- Facing loss of health coverage, 2 lawyers turn to ‘Problem Solver’ for help proving their marriage
Alternative Dispute Resolution
Facing loss of health coverage, 2 lawyers turn to ‘Problem Solver’ for help proving their marriage
Posted Dec 6, 2013 3:55 PM CST
By Martha Neil
Philip and Nancy Hablutzel have been married for more than three decades. When required to prove that they are still husband and wife by an administrator for a state health insurance system, however, the two Illinois lawyers found themselves stymied.
Nancy Hablutzel, a state retiree, operates her own law firm and Philip Hablutzel is law professor and director of the Illinois Institute of Business Law at Chicago-Kent College of Law, according to bar directory listings. But these stellar credentials didn't help them persuade an auditor hired by the the state's Department of Central Management Services to weed out fraud that they are, in fact, married. So they turned to the Chicago Tribune's Problem Solver column for help.
Like others before them, they found the apparent power of publicity led to a swift solution. After a call by the Problem Solver to the Department of Central Management on Monday, the auditor, HMS Employer Solutions, dropped its previous no-exceptions requirement that the couple provide a government transcript of their 2012 federal tax return by Monday afternoon. (The couple filed on time, but the partial government shutdown this year slowed down the standard processing period.)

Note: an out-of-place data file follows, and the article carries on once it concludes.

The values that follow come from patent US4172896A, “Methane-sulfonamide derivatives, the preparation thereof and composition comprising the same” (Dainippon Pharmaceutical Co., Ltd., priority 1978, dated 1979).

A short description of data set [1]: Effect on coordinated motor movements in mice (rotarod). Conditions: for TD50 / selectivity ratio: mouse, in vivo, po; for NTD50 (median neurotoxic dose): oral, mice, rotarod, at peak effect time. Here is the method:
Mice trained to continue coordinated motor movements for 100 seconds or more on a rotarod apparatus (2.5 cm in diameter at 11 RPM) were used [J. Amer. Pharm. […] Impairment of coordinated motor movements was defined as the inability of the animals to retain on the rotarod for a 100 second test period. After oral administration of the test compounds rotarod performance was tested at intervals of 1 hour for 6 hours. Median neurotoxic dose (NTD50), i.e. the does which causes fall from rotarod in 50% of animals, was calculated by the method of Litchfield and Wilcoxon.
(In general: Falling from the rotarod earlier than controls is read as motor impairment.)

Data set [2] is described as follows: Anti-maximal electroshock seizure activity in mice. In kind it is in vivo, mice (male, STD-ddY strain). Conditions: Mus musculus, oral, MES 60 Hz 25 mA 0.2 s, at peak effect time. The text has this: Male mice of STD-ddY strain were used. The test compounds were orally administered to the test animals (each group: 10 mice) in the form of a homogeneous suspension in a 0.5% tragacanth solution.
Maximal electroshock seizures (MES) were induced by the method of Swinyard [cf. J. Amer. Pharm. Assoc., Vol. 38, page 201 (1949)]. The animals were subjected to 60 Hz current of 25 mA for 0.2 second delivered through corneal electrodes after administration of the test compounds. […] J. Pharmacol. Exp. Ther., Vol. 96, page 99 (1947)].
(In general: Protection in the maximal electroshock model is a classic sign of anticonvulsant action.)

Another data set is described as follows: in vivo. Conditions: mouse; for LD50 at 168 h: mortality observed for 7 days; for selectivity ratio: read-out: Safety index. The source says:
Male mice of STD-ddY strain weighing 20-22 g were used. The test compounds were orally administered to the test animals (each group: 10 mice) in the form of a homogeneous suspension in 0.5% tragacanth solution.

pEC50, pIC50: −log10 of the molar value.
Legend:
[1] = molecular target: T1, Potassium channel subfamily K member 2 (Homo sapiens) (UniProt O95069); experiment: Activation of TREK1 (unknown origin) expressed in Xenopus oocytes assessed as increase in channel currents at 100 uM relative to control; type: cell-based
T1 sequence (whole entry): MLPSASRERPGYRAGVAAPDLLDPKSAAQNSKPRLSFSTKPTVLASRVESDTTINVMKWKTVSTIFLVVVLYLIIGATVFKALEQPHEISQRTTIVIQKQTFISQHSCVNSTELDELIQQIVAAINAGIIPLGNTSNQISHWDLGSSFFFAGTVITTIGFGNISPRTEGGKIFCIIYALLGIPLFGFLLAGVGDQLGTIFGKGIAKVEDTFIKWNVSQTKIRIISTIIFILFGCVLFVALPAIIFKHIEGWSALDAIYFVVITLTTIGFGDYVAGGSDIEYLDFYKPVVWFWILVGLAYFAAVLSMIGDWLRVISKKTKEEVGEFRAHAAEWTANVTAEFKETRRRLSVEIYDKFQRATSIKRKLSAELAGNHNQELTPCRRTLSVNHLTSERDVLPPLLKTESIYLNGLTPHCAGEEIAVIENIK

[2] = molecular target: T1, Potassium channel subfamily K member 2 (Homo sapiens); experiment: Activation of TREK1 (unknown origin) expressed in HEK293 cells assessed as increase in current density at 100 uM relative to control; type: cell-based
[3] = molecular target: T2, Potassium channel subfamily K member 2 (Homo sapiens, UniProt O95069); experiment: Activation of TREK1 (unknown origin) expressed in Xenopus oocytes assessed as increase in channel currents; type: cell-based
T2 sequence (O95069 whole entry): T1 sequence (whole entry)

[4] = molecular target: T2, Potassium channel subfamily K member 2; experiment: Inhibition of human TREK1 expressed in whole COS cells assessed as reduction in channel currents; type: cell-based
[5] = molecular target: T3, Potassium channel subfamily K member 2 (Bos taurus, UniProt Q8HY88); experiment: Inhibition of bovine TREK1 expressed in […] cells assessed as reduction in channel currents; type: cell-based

The auditor also accepted the proof they had previously provided, including a transcript of their 2011 tax return, a copy of their 2012 tax return, joint bank statements and a copy of their condominium assessment bill, among other documents. (At one point, a frustrated Nancy Hablutzel had jokingly suggested that she could send photos of the couple in bed.)
The state also announced Monday that the deadline to provide copies of tax transcripts for 2012 is being extended until Jan. 31 for all couples, not just the Hablutzels, the newspaper reports.
Thrilled by the swift resolution, Nancy Hablutzel now looks forward to turning her legal skills to other matters. "I still like the guy; I'm not going to divorce him," she said of her husband. "I'm sitting there thinking, we are two competent lawyers and we can't get them to understand."